U.S. Home Flipping Rate Increases To 14-Year High In First Quarter Of 2020 While Returns Slump To Nine-Year Low

IRVINE, Calif., June 11, 2020 /PRNewswire/ — ATTOM Data Solutions, curator of the nation’s premier property database and first property data provider…

IRVINE, Calif., June 11, 2020 /PRNewswire/ — ATTOM Data Solutions, curator of the nation’s premier property database and first property data provider of Data-as-a-Service (DaaS), today released its first-quarter 2020 U.S. Home Flipping Report showing that 53,705 single-family homes and condominiums in the United States were flipped in the first quarter. That number represented 7.5 percent of all home sales in the nation during the quarter, up from 6.3 percent in the fourth quarter of 2019 and from 7.3 percent in the first quarter of last year, to the highest level since the second quarter of 2006.

U.S. Home Flipping Trends

The gross profit on the typical home flip nationwide (the difference between the median sales price and the median paid by investors) also increased in the first quarter of 2020, to $62,300. That was up slightly from $62,000 in the fourth quarter of 2019 and from $60,675 in the first quarter of last year.

But with home prices rising, the typical gross flipping profit of $62,300 translated into only a 36.7 percent return on investment compared to the original acquisition price, down from a 39.5 percent gross flipping ROI in the fourth quarter of 2019 and 40.9 percent a year earlier. The latest profit margin sits at the lowest level for home flipping since the third quarter of 2011.

U.S. Home Flipping Profit Trends

The first-quarter pattern of investors unable to fully keep pace with soaring home prices revealed a soft spot in the nation’s nine-year market boom, just as the major impact of the worldwide Coronavirus began damaging the United States economy. While it remains unclear how hard the housing market will get hit by the pandemic fallout, a drop in prices could further erode investor profits and cloud the future of the home-flipping industry.

«Home flipping has gradually taken up a larger portion of the housing market over the last couple of years. But profits are down and are lower than they’ve been since the dark days following the Great Recession, which is a sign that investors aren’t keeping up with price increases in the broader market,» said Todd Teta, chief product officer at ATTOM Data Solutions. «Enter now the Coronavirus pandemic and the prospects for home flipping are notably uncertain, at least in the short term. We should know a lot more in a few months about whether home prices drop and investors get hit hard, or whether they can increase their profit margins.»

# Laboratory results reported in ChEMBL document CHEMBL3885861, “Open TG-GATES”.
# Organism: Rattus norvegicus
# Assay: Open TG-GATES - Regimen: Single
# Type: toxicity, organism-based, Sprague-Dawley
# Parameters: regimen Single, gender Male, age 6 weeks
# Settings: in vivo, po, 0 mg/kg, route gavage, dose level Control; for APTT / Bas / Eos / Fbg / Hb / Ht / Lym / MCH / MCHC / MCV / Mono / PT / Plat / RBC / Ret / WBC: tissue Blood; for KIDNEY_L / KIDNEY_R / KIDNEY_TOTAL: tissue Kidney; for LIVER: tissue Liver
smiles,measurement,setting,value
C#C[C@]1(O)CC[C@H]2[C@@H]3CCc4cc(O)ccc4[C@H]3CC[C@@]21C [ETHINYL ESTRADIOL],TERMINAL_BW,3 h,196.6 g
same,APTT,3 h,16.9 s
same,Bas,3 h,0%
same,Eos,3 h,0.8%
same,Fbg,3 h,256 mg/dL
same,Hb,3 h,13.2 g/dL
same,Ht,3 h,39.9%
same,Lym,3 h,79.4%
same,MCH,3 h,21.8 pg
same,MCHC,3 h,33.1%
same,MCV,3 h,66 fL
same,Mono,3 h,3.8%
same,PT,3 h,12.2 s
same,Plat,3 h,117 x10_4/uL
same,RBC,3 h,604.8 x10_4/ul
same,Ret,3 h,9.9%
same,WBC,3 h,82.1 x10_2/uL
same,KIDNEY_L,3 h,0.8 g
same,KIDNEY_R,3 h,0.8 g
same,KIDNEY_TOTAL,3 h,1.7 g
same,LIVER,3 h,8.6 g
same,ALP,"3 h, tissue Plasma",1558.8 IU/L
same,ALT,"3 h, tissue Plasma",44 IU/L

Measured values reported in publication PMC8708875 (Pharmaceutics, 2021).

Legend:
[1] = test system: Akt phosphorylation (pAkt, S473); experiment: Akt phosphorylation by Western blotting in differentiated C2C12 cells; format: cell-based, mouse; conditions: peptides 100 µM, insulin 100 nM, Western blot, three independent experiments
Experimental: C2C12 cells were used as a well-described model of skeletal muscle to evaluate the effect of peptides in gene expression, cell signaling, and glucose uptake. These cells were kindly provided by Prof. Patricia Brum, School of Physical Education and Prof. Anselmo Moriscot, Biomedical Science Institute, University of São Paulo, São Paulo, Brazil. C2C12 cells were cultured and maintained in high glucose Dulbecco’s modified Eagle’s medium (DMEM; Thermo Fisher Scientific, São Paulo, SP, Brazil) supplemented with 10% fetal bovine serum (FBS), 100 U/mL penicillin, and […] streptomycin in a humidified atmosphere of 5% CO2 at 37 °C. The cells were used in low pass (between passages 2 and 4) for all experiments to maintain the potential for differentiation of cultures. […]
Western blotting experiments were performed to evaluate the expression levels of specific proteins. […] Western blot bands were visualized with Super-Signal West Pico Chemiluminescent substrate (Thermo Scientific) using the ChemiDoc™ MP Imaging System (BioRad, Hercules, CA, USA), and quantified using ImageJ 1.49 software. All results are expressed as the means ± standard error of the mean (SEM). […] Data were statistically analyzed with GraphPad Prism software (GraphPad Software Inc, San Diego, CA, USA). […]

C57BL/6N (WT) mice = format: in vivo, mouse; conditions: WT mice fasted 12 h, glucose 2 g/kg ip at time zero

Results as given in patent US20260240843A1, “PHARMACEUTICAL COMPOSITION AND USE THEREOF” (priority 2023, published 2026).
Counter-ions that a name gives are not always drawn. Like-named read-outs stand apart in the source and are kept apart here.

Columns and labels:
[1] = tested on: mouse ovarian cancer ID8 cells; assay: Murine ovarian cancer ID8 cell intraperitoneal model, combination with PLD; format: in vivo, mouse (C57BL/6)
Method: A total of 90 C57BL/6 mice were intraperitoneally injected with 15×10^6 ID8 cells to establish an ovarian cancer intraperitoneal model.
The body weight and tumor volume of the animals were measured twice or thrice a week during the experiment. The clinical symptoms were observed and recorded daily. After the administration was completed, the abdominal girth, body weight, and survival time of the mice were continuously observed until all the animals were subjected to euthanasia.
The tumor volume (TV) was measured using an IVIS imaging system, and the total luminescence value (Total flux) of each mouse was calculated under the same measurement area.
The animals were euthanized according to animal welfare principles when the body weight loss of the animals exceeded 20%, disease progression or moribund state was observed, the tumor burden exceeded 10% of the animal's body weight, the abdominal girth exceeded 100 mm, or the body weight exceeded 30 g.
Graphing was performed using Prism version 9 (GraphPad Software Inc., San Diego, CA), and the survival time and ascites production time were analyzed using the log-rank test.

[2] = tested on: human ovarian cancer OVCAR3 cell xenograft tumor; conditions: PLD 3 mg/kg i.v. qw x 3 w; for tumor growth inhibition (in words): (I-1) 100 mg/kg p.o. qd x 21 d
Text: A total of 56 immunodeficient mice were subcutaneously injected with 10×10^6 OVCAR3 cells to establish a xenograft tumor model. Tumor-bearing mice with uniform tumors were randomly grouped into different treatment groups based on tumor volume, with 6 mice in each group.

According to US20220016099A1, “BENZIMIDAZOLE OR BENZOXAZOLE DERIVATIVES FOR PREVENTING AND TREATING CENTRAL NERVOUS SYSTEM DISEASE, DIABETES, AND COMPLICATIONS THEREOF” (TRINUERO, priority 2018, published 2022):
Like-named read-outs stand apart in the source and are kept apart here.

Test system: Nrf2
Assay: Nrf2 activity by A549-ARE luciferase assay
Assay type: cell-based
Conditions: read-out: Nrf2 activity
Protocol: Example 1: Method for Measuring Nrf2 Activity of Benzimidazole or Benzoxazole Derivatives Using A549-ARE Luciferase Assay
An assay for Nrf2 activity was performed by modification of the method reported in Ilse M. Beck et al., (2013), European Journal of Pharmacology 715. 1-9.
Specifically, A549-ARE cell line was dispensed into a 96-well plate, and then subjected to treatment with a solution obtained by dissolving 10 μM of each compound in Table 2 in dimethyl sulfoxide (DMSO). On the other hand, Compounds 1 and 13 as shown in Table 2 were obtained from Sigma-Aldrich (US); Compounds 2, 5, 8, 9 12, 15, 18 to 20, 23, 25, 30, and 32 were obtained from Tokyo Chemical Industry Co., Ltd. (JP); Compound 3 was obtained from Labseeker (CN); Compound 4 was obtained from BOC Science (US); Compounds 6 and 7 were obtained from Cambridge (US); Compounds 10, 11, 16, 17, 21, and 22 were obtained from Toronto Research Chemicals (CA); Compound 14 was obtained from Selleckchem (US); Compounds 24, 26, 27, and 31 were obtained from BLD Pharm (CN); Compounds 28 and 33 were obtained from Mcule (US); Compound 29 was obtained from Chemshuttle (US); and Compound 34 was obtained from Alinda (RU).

Home flipping rates up in 87 percent of local markets
Home flips as a portion of all home sales increased from the fourth quarter of 2019 to the first quarter of 2020 in 122 of the 140 metropolitan statistical areas analyzed in the report (87.1 percent). (Metro areas were included if they had at a population of 200,000 or more and at least 50 home flips in the first quarter of 2020.)

The largest quarterly increases in home flipping rates came in Boston, MA (up 80.2 percent); Springfield, MA (up 76 percent); Olympia, WA (up 73 percent); York, PA (up 71.4 percent) and Minneapolis, MN (up 69.3 percent).

Aside from Boston, MA, and Minneapolis, MN, the biggest quarterly flipping-rate increases in 53 metro areas with a population of 1 million or more were in Grand Rapids, MI (up 57.7 percent); Richmond, VA (up 51.3 percent) and Rochester, NY (up 49 percent).

The only decreases in annual flipping rates among MSAs with a population of 1 million or more were in San Antonio, TX (down 12.9 percent); Austin, TX, (down 11.8 percent); Oklahoma City, OK (down 6.1 percent) and Houston TX (down 0.6 percent).

Highest home-flipping rates concentrated in South
Among metro areas with enough data to analyze, 11 of the top 15 home-flipping rates were in the South, led by Memphis, TN (14.5 percent of all sales); Durham, NC (13.6 percent); Phoenix, AZ (12.6 percent); Raleigh, NC (12.5 percent) and Atlanta, GA (12.4 percent).

Typical home flipping returns fall closer to post-Great Recession low points, dropping in 54 percent of markets
Homes flipped in the first quarter of 2020 were sold for a median price of $232,000, with a gross flipping profit of $62,300 above the median purchase price of $169,700. That gross-profit figure was up from $62,000 in the fourth quarter of 2019 and from $60,675 in the first quarter of last year. But with purchase prices on investment properties continuing to rise faster than resale values, the 36.7 percent return on median sales prices versus purchase prices in the first quarter of 2020 was down from 39.5 percent in the fourth of 2019 and 40.9 percent in the first quarter of last year. The latest ROI sits at the lowest point since the third quarter of 2011, when the typical home flip netted a 35.9 percent profit margin.

Profit margins decreased from the first quarter of 2019 to the first quarter of 2020 in 75 of the 140 metro areas with enough data to analyze (53.6 percent). The biggest declines were in Fort Collins, CO (return on investment down 78 percent); Greeley, CO (down 73 percent); Springfield, MO (down 64 percent); Durham, NC (down 62 percent) and Provo, UT (down 50 percent).   

Among metro areas with a population of at least 1 million, the biggest declines were in Jacksonville, FL (down 45 percent); Portland, OR (down 41 percent); Raleigh, NC (down 40 percent); Tucson, AZ (down 36 percent) and Minneapolis, MN (down 32 percent).